Labour's new constituent MP Jacinda Ardern's had an easy ride in politics.
The new Mt Albert MP went against the trend becoming Parliament's youngest politician when the Nats came to power in 2008 when the long time incumbent in her seat Helen Clark was swept from power.
Ever since the 36 year old's been unable to win a seat, always having a high place on Labour's list as their favourite daughter, until last Saturday but then that was a foregone conclusion with her only opposition coming from Julie Anne Genter who waved the Green flag which in reality to the electorate was little more than a white flag.
The Nats didn't bother contesting the seat that's always been held by Labour which didn't even bother turning it into a contest for Ardern to win nomination for the seat. Ardern's five years older than Helen Clark was when she won Mt Albert back in 1981 and like Clark, she grew up in rural Waikato.
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Within eight years of entering Parliament, Clark was the deputy Prime Minister, a record Ardern won't be able to achieve, although chances of her being in the deputy's job if Andrew Little can pull it off this year are pretty good, meaning she will have taken just a year longer to to take the slot than Clark did.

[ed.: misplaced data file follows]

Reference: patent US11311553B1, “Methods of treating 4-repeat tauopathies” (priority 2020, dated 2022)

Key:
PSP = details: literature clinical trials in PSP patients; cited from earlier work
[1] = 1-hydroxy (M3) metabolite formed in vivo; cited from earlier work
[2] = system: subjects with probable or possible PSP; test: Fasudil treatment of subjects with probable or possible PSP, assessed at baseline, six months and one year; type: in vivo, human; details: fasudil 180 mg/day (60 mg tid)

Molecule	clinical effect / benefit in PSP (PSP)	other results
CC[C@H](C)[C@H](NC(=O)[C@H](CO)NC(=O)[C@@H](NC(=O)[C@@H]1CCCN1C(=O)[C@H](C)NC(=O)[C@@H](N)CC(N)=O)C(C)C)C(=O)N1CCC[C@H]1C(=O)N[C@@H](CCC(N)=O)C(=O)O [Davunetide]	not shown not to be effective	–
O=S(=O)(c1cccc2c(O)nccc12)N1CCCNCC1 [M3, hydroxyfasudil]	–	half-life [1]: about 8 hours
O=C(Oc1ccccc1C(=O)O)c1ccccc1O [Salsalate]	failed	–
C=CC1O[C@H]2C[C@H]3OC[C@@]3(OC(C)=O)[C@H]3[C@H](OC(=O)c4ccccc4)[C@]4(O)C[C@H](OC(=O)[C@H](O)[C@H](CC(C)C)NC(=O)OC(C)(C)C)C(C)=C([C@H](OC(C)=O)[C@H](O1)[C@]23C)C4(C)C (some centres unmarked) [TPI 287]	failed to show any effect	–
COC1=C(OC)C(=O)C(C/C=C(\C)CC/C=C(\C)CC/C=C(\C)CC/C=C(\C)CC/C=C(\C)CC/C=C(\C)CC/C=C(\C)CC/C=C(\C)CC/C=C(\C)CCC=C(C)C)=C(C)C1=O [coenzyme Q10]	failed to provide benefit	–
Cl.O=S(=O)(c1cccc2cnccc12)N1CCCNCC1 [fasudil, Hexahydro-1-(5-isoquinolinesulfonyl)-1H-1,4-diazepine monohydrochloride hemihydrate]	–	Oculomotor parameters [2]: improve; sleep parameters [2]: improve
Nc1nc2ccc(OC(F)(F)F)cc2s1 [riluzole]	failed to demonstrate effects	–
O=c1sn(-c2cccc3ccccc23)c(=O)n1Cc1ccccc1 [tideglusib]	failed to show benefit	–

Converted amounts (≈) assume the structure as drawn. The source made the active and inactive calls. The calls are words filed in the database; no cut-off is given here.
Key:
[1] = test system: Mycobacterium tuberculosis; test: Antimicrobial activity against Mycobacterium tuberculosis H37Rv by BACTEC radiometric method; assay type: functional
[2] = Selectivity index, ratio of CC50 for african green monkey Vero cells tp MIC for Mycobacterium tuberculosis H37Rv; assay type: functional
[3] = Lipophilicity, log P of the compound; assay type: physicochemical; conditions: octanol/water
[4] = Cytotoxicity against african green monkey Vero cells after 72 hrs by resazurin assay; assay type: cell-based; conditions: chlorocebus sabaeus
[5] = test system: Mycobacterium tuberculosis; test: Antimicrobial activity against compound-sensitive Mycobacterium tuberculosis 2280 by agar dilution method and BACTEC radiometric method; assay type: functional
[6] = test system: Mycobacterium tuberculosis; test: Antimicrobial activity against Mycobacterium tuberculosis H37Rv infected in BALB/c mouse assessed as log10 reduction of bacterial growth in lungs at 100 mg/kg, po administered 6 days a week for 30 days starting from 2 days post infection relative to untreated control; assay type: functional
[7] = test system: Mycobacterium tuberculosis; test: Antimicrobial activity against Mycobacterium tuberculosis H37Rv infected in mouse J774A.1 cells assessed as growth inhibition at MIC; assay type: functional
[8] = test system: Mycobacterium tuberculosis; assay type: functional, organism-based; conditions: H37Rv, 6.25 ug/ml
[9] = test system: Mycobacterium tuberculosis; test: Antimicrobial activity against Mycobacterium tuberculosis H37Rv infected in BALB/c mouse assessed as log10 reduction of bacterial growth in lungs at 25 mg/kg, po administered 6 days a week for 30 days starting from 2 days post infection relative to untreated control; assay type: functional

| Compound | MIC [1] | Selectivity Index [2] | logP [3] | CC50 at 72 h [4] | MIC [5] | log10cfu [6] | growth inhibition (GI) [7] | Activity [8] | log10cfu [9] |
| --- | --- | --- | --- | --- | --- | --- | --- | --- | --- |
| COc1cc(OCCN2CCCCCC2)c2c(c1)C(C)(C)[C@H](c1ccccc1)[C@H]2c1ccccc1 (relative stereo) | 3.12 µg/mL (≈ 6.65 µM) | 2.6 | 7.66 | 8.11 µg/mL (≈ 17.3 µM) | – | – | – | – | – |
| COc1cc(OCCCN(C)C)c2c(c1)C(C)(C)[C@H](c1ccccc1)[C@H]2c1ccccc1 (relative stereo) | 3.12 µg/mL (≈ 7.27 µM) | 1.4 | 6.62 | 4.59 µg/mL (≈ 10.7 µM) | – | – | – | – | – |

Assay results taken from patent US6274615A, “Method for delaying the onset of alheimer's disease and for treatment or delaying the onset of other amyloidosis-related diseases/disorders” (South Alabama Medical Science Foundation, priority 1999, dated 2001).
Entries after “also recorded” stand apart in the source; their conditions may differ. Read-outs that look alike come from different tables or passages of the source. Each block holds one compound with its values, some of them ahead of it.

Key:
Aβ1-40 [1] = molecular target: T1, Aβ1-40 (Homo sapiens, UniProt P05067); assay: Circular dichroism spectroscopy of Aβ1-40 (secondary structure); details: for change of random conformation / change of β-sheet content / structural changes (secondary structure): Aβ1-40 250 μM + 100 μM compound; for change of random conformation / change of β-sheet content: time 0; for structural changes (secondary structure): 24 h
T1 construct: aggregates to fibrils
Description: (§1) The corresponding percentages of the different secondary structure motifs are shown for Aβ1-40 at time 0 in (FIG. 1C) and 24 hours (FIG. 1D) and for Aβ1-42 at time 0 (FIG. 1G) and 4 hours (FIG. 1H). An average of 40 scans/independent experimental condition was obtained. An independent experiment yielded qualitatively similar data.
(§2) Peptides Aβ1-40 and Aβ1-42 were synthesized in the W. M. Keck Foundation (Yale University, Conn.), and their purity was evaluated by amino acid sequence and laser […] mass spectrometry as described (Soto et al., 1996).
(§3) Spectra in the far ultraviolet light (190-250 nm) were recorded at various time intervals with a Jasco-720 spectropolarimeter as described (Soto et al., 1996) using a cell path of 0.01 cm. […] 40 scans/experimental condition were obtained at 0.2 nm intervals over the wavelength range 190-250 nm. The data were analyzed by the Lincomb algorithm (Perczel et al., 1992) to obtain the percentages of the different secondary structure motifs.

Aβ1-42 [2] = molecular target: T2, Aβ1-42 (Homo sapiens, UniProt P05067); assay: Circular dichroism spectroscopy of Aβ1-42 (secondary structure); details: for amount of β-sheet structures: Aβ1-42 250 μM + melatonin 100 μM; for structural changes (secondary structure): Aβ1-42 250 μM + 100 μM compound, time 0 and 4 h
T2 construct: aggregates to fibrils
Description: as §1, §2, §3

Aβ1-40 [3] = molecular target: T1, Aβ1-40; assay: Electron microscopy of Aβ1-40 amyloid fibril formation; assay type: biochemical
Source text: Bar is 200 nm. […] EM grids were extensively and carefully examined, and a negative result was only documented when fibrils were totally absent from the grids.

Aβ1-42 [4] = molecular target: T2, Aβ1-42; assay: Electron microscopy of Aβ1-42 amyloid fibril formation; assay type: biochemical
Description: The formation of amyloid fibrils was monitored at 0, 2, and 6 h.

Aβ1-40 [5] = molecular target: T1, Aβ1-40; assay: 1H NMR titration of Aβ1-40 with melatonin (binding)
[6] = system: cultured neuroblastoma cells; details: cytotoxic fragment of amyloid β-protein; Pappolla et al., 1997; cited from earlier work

Having observed both women since the start of their Parliamentary careers. they're not cut from the same cloth. Clark was always nakedly ambitious, even gasping in the smoke filled rooms she hated so much, getting to know the right power brokers who held the key to her success.
Of course the smoke filled rooms are long gone from Parliament these days, thanks largely to Clark, but Ardern clearly has the ability to get on with her colleagues, which could have something to do with her appreciation of single malt whiskeys.
No one can pinpoint a stellar, memorable success in her eight year stint in the place, although unlike Clark after the same service, she's always been in opposition which is arguably harder to make your mark.
And no one can put a finger on why she deserves to become Little's deputy but she's liked and in politics that's a rare skill that can take you far - ask John Key!